Germany tops 300,000 international students

30 July, 2015


Germany hosted over 300,000 international students at its higher education institutions for the first time in 2014, according to the annual report released by the German Academic Exchange Service (DAAD).



Bildungsauslaender international students in Germany in 2014 by region of origin. Source - Wissenschaft Weltoffen 2015, DAAD


The total of 301,350 students recorded in DAAD’s Wissenschaft Weltoffen 2015 report represents a seven per cent rise and an additional 19,000 students compared with 2013.

In the research, conducted in partnership with the German Centre for Higher Education and Scientific Research (DZHW), DAAD divides international students into two categories: Bildungsinlaender, students who gain higher education entrance qualifications in Germany; and Bildungsauslaender, who obtain entrance qualifications outside of Germany.

In 2014, there were 218,848 Bildungsauslaender international students, and 82,502 Bildungsinlaender, with both groups increasing by around six per cent over the previous year.

Based on preliminary data from the German Federal Statistics Office, DAAD estimates there will be 319,283 international students in 2015, meaning the country appears to be comfortably on target to achieve its goal of 350,000 students by 2020.

China remained the largest source country for Bildungsauslaender in 2014 with 28,381 students, an increase of almost 3,000 compared with the previous year. Russia stayed at second with 11,126 – a slight rise – while India jumped by 29 per cent to become the third largest source for the first time, with 9,372 students.

The source country with the largest increase between 2012 and 2014, according to the DAAD data, is UAE (120.4 per cent), followed by Bangladesh (107.1) and Saudi Arabia (72.5).

European countries accounted for 47 per cent of all Bildungsauslaender (102,355 students), while Asia represented 37 per cent, fuelled by an 11 per cent rise in 2014. All world regions have increased over the last two years.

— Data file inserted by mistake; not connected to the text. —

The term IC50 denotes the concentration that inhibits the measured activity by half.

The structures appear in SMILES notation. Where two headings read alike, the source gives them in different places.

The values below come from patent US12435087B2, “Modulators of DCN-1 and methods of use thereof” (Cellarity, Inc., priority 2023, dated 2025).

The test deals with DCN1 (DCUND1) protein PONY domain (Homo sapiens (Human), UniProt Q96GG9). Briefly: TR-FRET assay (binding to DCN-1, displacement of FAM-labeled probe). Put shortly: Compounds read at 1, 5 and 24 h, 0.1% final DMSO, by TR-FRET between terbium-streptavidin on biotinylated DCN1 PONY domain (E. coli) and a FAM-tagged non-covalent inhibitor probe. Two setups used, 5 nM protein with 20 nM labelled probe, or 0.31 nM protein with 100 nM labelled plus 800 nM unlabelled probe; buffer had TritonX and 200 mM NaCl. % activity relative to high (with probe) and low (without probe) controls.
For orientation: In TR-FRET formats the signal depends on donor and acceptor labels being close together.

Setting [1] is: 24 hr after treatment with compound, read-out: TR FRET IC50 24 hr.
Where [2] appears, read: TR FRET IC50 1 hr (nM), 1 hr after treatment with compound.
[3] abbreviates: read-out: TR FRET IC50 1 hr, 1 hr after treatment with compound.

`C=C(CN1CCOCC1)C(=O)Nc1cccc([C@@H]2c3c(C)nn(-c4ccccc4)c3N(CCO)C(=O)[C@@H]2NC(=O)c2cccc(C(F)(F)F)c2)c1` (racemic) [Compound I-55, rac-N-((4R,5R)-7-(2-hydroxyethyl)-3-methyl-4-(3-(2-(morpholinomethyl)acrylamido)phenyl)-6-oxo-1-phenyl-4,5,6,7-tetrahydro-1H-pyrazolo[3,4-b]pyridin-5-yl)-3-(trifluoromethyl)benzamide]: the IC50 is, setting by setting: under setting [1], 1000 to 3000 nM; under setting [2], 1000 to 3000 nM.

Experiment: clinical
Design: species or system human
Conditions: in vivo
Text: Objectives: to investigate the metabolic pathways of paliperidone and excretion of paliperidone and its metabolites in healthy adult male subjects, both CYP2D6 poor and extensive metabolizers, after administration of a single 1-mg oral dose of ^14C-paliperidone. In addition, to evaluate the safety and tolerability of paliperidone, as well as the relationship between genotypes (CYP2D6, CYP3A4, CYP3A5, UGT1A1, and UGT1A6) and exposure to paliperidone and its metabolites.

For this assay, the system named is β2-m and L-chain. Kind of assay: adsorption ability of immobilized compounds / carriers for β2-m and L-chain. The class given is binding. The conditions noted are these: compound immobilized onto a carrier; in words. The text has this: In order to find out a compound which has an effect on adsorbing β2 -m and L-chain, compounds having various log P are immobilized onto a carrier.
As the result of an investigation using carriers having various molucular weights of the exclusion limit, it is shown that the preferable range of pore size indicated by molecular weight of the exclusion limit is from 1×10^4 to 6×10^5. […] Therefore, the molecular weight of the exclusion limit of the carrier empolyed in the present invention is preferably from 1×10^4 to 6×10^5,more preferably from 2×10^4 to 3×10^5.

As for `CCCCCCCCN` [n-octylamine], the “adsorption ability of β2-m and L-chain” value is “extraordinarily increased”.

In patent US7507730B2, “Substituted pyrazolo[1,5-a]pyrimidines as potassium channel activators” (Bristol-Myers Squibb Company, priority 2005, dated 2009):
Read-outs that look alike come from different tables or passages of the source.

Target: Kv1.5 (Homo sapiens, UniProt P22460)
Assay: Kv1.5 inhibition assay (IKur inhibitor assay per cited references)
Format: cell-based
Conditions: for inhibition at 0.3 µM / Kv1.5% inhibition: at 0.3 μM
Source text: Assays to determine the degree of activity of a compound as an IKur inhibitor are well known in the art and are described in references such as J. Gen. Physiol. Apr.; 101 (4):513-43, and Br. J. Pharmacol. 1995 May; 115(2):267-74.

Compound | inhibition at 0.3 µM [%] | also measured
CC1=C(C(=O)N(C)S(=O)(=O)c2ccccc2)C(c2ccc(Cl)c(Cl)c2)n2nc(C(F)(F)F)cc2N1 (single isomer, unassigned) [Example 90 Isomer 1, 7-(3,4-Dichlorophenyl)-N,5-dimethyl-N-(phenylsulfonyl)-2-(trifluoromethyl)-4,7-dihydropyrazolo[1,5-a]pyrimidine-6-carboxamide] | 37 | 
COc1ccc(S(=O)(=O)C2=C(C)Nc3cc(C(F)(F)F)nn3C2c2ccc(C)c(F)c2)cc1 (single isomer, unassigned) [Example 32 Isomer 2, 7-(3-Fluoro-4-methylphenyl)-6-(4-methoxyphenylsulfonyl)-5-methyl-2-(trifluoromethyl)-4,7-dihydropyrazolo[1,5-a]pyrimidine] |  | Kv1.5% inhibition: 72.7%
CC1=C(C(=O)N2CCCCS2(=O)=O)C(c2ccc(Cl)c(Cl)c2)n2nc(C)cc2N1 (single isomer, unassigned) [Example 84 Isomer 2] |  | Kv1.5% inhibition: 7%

There has been a significant increase in Bildungsauslaender at postgraduate level over the past five years, more than doubling from 30,675 to 61,931 and rising 16 per cent in the last year alone. The postgraduate growth is largely driven by the master’s sector: almost one third of Bildungsauslaender at universities were studying at this level in 2014.

The 301,350 international students last year represented 11.5 per cent of the higher education student body in Germany, a slight increase compared with 11.3 per cent in the previous year. However, the number of international first-year students reached 102,480 in 2014 – a new record high – and represented 20 per cent of all first-year students.

Nordrhein-Westfalen was the largest host state in terms of international student numbers, with 77,072 enrolled, while Berlin had the highest ratio of overseas scholars at 16.7 per cent.

While public higher education in Germany is virtually free for all students, regardless of nationality, German language schools reported in StudyTravel Magazine’s Market Analysis Germany feature that there is increasing interest from international students in pathway and academic preparation programmes for higher education.

A special feature in the September issue of StudyTravel Magazine will examine growth in non-English pathway programmes in Europe, with analysis from schools and agents.


Matthew Knott
News Editor

 

 

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